Of course, when I wrote "not really correct", that was refering to your quote about researchers starting from a point null hypothesis. I have added some new stuff in a terminology section that is an attempt to define some of the terminology, but this risks the article becomong long and overly formal and, if that happens, the would be a need to consider merging the article into statistical hypothesis testing. Melcombe (talk) 13:57, 23 June 2011 (UTC)
Melcombe, thanks for adding the Terminology section. This is good progress, IMHO :) I disagree however that it risks making the article "long & overly formal". Clear definitions are always appreciated by newcomers to a topic. I would actually ask that you or someone else please add an example of each type of NH to the new section..? Thanks again! Brad (talk) 23:17, 3 July 2011 (UTC)

Composite and/or compound[edit]

i come across the terms composite and also compound for a hypothesis that allows for more than one distribution. Is there a preference, or are both common terms? Nijdam (talk) 20:48, 15 October 2011 (UTC)

Are you confusing composite hypotheses with compound distributions? By "more than one distribution" do you mean "more than one family of distributions" ... a composite hypothesis includes "more than one distribution" in the sense of "more than one distribution having different parameter values within the same family of distributions". I have not seen "compound hypothesis" ... it is none of my 3 stats dictionaries. Melcombe (talk) 12:34, 17 October 2011 (UTC)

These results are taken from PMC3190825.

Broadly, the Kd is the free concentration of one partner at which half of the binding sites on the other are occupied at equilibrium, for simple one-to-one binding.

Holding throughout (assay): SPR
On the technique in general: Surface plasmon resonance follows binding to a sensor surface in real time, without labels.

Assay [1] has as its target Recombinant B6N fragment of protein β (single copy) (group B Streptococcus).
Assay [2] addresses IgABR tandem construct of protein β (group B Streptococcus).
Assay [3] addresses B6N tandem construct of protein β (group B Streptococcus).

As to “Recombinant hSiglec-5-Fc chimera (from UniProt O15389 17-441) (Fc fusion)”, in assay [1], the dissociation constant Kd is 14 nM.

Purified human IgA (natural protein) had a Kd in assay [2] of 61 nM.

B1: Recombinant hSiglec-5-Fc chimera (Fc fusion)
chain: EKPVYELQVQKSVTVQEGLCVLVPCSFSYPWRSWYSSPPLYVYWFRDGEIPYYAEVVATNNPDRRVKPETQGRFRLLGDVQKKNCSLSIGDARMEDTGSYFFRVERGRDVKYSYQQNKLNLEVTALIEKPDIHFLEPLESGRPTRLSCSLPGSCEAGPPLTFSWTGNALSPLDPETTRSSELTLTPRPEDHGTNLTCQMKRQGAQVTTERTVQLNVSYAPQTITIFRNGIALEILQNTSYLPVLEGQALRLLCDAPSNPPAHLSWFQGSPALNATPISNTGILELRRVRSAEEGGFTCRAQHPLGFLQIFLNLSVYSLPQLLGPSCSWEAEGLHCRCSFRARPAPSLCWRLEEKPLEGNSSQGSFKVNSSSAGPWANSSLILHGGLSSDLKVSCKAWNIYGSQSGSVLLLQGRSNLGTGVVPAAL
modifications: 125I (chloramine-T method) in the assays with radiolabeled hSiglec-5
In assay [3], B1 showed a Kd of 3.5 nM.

Look on the internet; even some reputable statistical articles use the term "compound". Nijdam (talk) 18:55, 17 October 2011 (UTC)

A coarse and simple tool that will often allow you to determine the relative usage of a term is at [6]. Formerly it gave the numbers of each usage; now it only indicates the "victor" in the "battle" (and, for a more detailed word count you would need to go to Google itself for each of the two terms). The observation that "even some reputable statistical articles use the term "compound"" is irrelevant, and producing that fact as evidence is a flawed argument; just because some people call koalas "bears", does not change the fact that they are marsupials. Also, the general term for the incorrect usage of a word or expression is catachresis; and it certainly seems that any individual applying the term compound hypothesis is using the expression catachrestically.Lindsay658 (talk) 21:37, 17 October 2011 (UTC)
Fine with me, I just asked. Nijdam (talk) 22:40, 18 October 2011 (UTC)

Causality violation?[edit]

The article currently states:

However, formulating the null hypothesis before collecting data rejects a true null hypothesis only a small percent of the time.

Surely, if taken literally, this violates causality: the collected data cannot be affected by when the formulation was made. Perhaps this should be reworded: You should think about what the hell you're doing before you start taking data? linas (talk) 21:26, 10 April 2012 (UTC)

I have rephrased this. I guess the point being attempted was related to Testing hypotheses suggested by the data and I have now linked this in. Melcombe (talk) 09:20, 13 April 2012 (UTC)

Please clarify re. "very unlikely"[edit]